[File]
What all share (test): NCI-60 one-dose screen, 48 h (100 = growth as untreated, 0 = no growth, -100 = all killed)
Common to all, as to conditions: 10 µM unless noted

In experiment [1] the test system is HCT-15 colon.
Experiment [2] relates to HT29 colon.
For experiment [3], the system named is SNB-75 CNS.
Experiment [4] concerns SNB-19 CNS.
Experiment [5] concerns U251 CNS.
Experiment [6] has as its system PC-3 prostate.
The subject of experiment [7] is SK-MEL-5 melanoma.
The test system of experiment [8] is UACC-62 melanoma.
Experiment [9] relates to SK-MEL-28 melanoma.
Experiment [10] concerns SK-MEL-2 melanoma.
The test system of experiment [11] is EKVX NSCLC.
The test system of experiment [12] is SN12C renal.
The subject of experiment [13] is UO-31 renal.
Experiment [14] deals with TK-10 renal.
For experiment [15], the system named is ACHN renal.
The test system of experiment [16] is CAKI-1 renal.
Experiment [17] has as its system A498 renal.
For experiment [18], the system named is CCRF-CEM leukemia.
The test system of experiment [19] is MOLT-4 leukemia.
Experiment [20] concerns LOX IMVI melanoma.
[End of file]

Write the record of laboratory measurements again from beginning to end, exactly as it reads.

What all share (test): NCI-60 one-dose screen, 48 h (100 = growth as untreated, 0 = no growth, -100 = all killed)
Common to all, as to conditions: 10 µM unless noted

In experiment [1] the test system is HCT-15 colon.
Experiment [2] relates to HT29 colon.
For experiment [3], the system named is SNB-75 CNS.
Experiment [4] concerns SNB-19 CNS.
Experiment [5] concerns U251 CNS.
Experiment [6] has as its system PC-3 prostate.
The subject of experiment [7] is SK-MEL-5 melanoma.
The test system of experiment [8] is UACC-62 melanoma.
Experiment [9] relates to SK-MEL-28 melanoma.
Experiment [10] concerns SK-MEL-2 melanoma.
The test system of experiment [11] is EKVX NSCLC.
The test system of experiment [12] is SN12C renal.
The subject of experiment [13] is UO-31 renal.
Experiment [14] deals with TK-10 renal.
For experiment [15], the system named is ACHN renal.
The test system of experiment [16] is CAKI-1 renal.
Experiment [17] has as its system A498 renal.
For experiment [18], the system named is CCRF-CEM leukemia.
The test system of experiment [19] is MOLT-4 leukemia.
Experiment [20] concerns LOX IMVI melanoma.